HMS Polyanthus as a Q-ship during World War I
|Type:||Convoy escort Q-Ship: ("Warship-Q")|
|Beam:||33 ft 6 in (10.21 m)|
|Draught:||12 ft 6 in (3.81 m)|
|Speed:||Designed to make 17.5 knots (32.4 km/h) at 2,500 ihp (1,900 kW), but actually can only make 15-16.5 knots (30.6 km/h) with this power and require 3,000 ihp (2,200 kW). for 17.5 knots (32.4 km/h).|
|Range:||205 tons of coal|
The Aubrietia-class sloops were a class of twelve sloops built under the Emergency War Programme for the Royal Navy in World War I as part of the larger Flower class. They were also referred to as the "cabbage class", or "herbaceous borders". The Flowers were the first ships designed as minesweepers.
Like all the Flowers, the Aubrietia class were originally designed as single-screw fleet sweeping vessels, with triple hulls at the bows and an above-water magazine located aft, to give extra protection against loss from mine damage when working. However, the utility of the design was found to be as a convoy escort, and as such other classes took over the minesweeping role. The Aubrietias were re-classified as convoy sloops.
Unlike the preceding Flowers of the Acacia, Azalea and Arabis classes, with their unmistakable warship appearance, the Aubrietias were designed to look like small merchantmen, in the hope of deceiving U-boat commanders, a tactic known as the Q-ship. These vessels were built by commercial shipbuilders to Lloyd's Register standards, to make use of vacant capacity, and the individual builders were asked to use their existing designs for merchantmen, based on the standard Flower-type hull.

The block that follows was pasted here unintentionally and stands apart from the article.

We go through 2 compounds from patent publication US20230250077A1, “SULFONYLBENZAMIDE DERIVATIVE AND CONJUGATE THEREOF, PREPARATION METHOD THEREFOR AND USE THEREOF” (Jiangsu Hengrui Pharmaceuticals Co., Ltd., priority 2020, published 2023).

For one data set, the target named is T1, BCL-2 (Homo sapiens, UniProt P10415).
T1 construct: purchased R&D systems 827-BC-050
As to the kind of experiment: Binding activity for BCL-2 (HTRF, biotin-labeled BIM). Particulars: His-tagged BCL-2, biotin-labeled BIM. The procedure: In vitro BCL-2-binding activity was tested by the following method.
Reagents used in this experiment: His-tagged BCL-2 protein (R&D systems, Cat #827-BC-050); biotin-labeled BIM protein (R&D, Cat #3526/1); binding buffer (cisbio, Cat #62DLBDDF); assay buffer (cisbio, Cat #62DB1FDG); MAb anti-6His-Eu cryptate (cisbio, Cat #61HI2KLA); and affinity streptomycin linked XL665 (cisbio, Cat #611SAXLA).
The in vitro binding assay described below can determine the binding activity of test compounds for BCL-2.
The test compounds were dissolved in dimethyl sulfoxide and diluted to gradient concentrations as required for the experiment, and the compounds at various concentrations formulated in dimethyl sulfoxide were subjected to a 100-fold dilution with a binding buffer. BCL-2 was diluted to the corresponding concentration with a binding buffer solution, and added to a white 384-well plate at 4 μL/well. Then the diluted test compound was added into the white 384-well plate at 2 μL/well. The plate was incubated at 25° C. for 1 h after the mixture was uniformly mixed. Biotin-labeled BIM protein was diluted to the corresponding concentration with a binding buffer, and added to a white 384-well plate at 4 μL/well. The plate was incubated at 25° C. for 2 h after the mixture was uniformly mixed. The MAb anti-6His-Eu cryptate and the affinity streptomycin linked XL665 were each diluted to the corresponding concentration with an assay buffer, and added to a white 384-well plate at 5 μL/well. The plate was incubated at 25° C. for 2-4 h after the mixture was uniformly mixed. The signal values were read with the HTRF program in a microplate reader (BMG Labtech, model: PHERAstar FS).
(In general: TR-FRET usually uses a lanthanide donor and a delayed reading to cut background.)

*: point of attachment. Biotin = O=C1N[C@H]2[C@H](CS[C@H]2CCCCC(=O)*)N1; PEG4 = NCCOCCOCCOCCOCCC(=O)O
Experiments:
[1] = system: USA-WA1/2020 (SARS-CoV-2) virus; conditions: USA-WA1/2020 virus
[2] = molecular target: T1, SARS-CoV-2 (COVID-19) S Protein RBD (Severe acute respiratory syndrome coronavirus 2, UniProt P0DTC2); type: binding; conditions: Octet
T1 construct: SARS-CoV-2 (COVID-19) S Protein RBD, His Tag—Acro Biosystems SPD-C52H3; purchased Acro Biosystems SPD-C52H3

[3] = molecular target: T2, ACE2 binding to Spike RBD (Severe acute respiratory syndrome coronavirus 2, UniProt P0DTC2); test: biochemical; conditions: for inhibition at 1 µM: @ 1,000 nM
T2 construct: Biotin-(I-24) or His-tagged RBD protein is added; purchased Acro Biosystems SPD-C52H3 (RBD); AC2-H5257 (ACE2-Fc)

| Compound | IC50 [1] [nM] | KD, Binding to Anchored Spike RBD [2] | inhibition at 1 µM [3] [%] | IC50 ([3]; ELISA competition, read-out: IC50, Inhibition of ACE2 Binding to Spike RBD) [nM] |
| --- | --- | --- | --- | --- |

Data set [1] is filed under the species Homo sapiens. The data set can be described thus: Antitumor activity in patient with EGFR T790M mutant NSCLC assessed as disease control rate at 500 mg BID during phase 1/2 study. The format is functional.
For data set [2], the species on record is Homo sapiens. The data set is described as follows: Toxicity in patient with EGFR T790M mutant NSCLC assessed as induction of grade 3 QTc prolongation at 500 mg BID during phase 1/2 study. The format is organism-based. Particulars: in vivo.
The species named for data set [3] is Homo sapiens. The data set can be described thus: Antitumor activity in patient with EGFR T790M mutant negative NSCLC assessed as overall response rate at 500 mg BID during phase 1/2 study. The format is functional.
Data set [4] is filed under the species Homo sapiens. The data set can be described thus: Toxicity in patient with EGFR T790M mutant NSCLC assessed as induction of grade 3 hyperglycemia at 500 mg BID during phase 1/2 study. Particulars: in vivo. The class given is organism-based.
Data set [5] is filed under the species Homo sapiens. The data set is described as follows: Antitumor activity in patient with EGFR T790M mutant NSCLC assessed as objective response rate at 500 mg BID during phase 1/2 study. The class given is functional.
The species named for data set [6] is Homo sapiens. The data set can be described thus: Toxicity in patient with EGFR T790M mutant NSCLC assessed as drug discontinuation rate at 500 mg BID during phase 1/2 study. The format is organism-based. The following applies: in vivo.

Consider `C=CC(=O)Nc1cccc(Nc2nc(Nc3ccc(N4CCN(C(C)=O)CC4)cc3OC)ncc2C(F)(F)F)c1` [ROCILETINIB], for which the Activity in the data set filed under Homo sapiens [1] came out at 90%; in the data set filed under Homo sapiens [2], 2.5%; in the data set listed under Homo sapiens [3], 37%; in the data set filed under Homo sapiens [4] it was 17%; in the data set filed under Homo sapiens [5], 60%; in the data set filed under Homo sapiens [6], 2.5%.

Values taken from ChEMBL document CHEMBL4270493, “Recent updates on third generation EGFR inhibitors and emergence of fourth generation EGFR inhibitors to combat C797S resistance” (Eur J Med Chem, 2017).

Two members of the following Anchusa group, HMS Chrysanthemum and HMS Saxifrage (renamed HMS President in 1922), survived to be moored on the River Thames for use as Drill Ships by the RNVR until 1988, a total of seventy years in RN service. President was sold in 1988 and preserved, and is now one of the last three surviving warships of the Royal Navy built during the First World War, (along with the 1914 light cruiser HMS Caroline in Belfast, and the 1915 monitor HMS M33 in Portsmouth dockyard).
Six ships were ordered in January 1916:
- HMS Aubrietia — built by Blyth Shipbuilding Company, Blyth, launched 17 June 1916. Sold 25 October 1922.
- HMS Heather — built by Greenock & Grangemouth Dockyard Company, Greenock, launched 16 June 1916. Sold for breaking up 16 February 1932.
- HMS Salvia — built by Irvine's Shipbuilding & Dry Dock Company, West Harlepool, launched 16 June 1916. Sunk by German submarine U-94 off southwest Ireland 20 June 1917.
- HMS Tamarisk — built by Lobnitz & Company, Renfrew, launched 2 June 1916. Sold for breaking up 17 October 1922.
- HMS Tulip — built by Richardson, Duck and Company, Thornaby-on-Tees, launched 15 July 1916. Sunk by German submarine U-62 in the Atlantic 30 April 1917.
- HMS Viola — built by Ropner & Sons, Stockton-on-Tees, launched 14 July 1916. Sold for breaking up 17 December 1922.
A further six ships were ordered in December 1916:
- HMS Andromeda — built by Swan Hunter and Wigham Richardson, Wallsend on Tyne, launched June 1917. Transferred to French Navy, later renamed Ville d'Ys.
- HMS Gaillardia — built by Blyth Shipbuilding, launched 19 May 1917. Mined in the North Sea 22 March 1918.
- HMS Hibiscus — built by Greenck and Grangemouth, launched 17 November 1917. Sold for breaking up 18 January 1923.
- HMS Lychnis — built by William Hamilton and Company, Port Glasgow, launched 21 August 1917. Transferred to Royal Indian Marine in September 1921, renamed Cornwallis; sold 1946.
- HMS Montbretia — built by Irvine's, launched 3 September 1917. Sold 25 January 1921, becoming mercantile Chihuahua (Clan Line).
- HMS Polyanthus — built by Lobnitz, launched 24 September 1917. Sold 25 January 1921, becoming mercantile Colima (Clan Line).
- The Grand Fleet, Warship Design and Development 1906-1922, D. K. Brown, Chatham Publishing, 1999, ISBN 1-86176-099-X
- Jane's Fighting Ships of World War I, Janes Publishing, 1919
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